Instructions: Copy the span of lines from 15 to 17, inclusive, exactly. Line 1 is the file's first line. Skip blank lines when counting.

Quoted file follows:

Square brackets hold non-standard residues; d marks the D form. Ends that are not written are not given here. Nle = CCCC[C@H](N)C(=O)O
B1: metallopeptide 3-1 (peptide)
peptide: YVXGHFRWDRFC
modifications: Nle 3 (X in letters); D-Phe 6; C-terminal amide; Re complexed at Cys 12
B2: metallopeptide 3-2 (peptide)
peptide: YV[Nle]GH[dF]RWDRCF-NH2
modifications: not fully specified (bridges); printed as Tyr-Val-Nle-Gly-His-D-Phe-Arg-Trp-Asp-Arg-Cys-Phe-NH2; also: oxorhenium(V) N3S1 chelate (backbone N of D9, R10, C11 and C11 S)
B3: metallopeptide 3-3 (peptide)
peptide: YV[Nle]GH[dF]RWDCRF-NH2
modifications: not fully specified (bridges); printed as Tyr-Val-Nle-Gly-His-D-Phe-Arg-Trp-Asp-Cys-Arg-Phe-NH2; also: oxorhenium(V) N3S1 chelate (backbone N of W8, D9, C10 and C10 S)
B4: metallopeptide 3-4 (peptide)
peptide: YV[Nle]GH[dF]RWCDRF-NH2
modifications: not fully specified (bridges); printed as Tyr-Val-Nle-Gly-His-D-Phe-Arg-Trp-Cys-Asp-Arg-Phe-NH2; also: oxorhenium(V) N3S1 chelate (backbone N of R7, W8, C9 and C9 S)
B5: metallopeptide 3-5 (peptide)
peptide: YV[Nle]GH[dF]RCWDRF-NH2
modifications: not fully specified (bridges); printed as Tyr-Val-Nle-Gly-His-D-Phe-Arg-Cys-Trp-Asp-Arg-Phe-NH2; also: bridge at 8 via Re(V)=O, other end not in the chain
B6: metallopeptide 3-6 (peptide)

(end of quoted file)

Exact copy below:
peptide: YV[Nle]GH[dF]RCWDRF-NH2
modifications: not fully specified (bridges); printed as Tyr-Val-Nle-Gly-His-D-Phe-Arg-Cys-Trp-Asp-Arg-Phe-NH2; also: bridge at 8 via Re(V)=O, other end not in the chain
B6: metallopeptide 3-6 (peptide)